Last year, I posted a magazine article that I wrote about paddling the Romaine River in East Central Quebec. One of the main reasons that the Romaine is is being dammed is to provide “green” power to New England.
Before damming the Romaine, Hydro Quebec dammed the Big River (“La Grande”) in the 1970’s, which flows into the James Bay just south of the Hudson Bay in Chisasibis, West Central Quebec.
The only notice the First Nations community had about the damming was when Hydro Quebec engineers showed up to do seismic testing on the river.
The La Grande project was one of the first really controversial Hydro Quebec projects. The First Nations sued Hydro Quebec, and a heavily publicized trial played out in Montreal.
After that, as I wrote in the summer 2013 edition of Forest Notes:
“In 1975, both sides signed the James Bay and Northern Quebec Agreement that provided $225 million in compensation for flooding 350,000 square miles of Cree and Inuit lands.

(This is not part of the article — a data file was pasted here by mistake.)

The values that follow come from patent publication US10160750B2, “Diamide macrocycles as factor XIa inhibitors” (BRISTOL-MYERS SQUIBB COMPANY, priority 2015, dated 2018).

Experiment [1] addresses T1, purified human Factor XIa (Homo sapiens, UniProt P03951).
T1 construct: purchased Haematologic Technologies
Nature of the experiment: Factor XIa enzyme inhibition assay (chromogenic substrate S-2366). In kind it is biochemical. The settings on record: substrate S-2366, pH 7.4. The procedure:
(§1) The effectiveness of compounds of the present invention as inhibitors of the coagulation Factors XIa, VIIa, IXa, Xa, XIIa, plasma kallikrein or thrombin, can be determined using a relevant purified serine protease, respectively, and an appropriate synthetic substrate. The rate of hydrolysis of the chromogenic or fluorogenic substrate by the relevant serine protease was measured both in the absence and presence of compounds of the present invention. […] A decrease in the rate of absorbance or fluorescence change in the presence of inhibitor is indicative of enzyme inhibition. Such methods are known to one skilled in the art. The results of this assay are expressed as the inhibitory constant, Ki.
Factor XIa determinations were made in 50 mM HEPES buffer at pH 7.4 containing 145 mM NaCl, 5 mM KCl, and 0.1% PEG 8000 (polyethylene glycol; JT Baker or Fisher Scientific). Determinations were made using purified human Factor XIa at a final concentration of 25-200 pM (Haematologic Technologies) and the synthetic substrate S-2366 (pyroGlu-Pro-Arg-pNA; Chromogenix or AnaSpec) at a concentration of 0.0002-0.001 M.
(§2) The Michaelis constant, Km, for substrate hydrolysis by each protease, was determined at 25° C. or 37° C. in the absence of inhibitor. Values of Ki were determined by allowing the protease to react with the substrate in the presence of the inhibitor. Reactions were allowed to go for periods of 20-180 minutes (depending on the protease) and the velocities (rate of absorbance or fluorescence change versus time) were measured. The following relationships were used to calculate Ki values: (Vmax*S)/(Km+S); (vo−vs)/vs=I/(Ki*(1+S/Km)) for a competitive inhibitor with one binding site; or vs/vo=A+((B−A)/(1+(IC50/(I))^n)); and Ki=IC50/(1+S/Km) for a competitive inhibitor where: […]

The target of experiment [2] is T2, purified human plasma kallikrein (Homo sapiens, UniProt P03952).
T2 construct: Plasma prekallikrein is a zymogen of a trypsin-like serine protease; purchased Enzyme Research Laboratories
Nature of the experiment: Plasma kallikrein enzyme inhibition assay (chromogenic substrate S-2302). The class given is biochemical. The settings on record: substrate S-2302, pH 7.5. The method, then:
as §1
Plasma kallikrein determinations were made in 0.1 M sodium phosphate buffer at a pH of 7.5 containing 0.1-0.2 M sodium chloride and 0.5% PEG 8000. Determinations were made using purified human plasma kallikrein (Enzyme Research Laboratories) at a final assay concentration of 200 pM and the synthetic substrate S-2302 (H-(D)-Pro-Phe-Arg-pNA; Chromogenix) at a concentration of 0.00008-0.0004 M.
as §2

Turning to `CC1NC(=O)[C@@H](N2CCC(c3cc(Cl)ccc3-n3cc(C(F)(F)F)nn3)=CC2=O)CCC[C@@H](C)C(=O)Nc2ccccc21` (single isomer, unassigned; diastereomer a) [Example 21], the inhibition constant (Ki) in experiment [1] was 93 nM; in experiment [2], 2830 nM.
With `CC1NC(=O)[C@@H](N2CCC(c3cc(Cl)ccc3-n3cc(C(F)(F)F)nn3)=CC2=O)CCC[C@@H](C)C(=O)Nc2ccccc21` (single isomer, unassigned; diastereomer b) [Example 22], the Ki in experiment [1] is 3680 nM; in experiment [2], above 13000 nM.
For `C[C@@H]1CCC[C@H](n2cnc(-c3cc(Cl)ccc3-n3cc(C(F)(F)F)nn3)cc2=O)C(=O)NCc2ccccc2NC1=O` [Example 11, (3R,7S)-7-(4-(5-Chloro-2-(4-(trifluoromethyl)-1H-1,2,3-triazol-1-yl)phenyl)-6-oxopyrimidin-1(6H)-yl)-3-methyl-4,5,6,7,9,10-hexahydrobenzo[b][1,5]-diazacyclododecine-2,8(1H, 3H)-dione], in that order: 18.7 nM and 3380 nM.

Boyce Richardson, who wrote the definitive account of the Cree and Hydro-Quebec in his book, Strangers Devour the Land, remembers that the ‘Cree were under a lot of pressure to make an agreement.
Either they signed it and got something or they didn’t and got a project around their neck, because it was already started.’ Despite the contract, the Crees have had to go to court to make sure almost every part of the agreement was honored.”
I wanted to see what a Hydro Quebec project looked like 40 years down the line, so I visited Chisasibis (Shi-SAS-a-bi), driving for hours through the sub-Arctic taiga.
It reminded of a lot of Arctic and sub-Arctic Native communities I had visited – with one exception – lots of brand new homes and fancy buildings.
Also, the Montreal Canadiens had just lost an NHL playoff series the night before, and everyone was proudly flying their Canadien flags.
When I got into town, I started talking to people and quickly found out that I had arrived at the tail end of Goose Break, a 3 week school break where pretty much everyone in the community went goose hunting.